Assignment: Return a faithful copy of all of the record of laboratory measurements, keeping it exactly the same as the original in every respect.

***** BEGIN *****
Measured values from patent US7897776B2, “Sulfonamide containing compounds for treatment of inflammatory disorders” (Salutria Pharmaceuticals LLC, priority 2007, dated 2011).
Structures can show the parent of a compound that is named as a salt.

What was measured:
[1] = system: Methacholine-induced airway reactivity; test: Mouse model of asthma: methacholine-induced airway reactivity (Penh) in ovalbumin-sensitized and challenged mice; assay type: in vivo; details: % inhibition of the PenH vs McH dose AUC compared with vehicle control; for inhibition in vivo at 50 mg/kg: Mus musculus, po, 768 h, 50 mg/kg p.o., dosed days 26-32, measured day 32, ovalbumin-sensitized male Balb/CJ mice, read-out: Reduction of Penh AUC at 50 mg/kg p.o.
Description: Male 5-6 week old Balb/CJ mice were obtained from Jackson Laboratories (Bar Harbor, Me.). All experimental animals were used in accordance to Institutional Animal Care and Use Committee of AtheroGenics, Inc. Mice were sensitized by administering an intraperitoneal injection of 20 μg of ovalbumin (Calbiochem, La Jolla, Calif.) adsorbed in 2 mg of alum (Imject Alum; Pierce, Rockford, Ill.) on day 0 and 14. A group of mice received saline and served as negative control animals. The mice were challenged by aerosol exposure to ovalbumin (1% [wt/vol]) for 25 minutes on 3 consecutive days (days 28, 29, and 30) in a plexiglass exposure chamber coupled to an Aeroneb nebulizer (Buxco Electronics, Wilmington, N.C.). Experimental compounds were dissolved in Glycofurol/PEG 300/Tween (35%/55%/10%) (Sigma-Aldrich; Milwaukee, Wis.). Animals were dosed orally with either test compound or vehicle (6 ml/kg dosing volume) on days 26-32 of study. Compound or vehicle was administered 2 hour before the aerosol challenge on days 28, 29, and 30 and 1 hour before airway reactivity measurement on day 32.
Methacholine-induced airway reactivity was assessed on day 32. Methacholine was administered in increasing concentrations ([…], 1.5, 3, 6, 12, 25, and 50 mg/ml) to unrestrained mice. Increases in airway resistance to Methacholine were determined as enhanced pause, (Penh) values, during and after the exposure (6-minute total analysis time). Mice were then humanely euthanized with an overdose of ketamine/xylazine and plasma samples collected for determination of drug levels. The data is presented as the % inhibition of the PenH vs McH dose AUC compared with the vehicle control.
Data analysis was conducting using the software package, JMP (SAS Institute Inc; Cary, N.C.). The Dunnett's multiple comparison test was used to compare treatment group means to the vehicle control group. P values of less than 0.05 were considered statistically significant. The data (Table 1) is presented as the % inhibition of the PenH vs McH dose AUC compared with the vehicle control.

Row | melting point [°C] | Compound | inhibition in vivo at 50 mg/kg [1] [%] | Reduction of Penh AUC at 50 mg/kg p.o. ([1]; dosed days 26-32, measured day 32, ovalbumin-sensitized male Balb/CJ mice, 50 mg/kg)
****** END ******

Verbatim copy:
Measured values from patent US7897776B2, “Sulfonamide containing compounds for treatment of inflammatory disorders” (Salutria Pharmaceuticals LLC, priority 2007, dated 2011).
Structures can show the parent of a compound that is named as a salt.

What was measured:
[1] = system: Methacholine-induced airway reactivity; test: Mouse model of asthma: methacholine-induced airway reactivity (Penh) in ovalbumin-sensitized and challenged mice; assay type: in vivo; details: % inhibition of the PenH vs McH dose AUC compared with vehicle control; for inhibition in vivo at 50 mg/kg: Mus musculus, po, 768 h, 50 mg/kg p.o., dosed days 26-32, measured day 32, ovalbumin-sensitized male Balb/CJ mice, read-out: Reduction of Penh AUC at 50 mg/kg p.o.
Description: Male 5-6 week old Balb/CJ mice were obtained from Jackson Laboratories (Bar Harbor, Me.). All experimental animals were used in accordance to Institutional Animal Care and Use Committee of AtheroGenics, Inc. Mice were sensitized by administering an intraperitoneal injection of 20 μg of ovalbumin (Calbiochem, La Jolla, Calif.) adsorbed in 2 mg of alum (Imject Alum; Pierce, Rockford, Ill.) on day 0 and 14. A group of mice received saline and served as negative control animals. The mice were challenged by aerosol exposure to ovalbumin (1% [wt/vol]) for 25 minutes on 3 consecutive days (days 28, 29, and 30) in a plexiglass exposure chamber coupled to an Aeroneb nebulizer (Buxco Electronics, Wilmington, N.C.). Experimental compounds were dissolved in Glycofurol/PEG 300/Tween (35%/55%/10%) (Sigma-Aldrich; Milwaukee, Wis.). Animals were dosed orally with either test compound or vehicle (6 ml/kg dosing volume) on days 26-32 of study. Compound or vehicle was administered 2 hour before the aerosol challenge on days 28, 29, and 30 and 1 hour before airway reactivity measurement on day 32.
Methacholine-induced airway reactivity was assessed on day 32. Methacholine was administered in increasing concentrations ([…], 1.5, 3, 6, 12, 25, and 50 mg/ml) to unrestrained mice. Increases in airway resistance to Methacholine were determined as enhanced pause, (Penh) values, during and after the exposure (6-minute total analysis time). Mice were then humanely euthanized with an overdose of ketamine/xylazine and plasma samples collected for determination of drug levels. The data is presented as the % inhibition of the PenH vs McH dose AUC compared with the vehicle control.
Data analysis was conducting using the software package, JMP (SAS Institute Inc; Cary, N.C.). The Dunnett's multiple comparison test was used to compare treatment group means to the vehicle control group. P values of less than 0.05 were considered statistically significant. The data (Table 1) is presented as the % inhibition of the PenH vs McH dose AUC compared with the vehicle control.

Row | melting point [°C] | Compound | inhibition in vivo at 50 mg/kg [1] [%] | Reduction of Penh AUC at 50 mg/kg p.o. ([1]; dosed days 26-32, measured day 32, ovalbumin-sensitized male Balb/CJ mice, 50 mg/kg)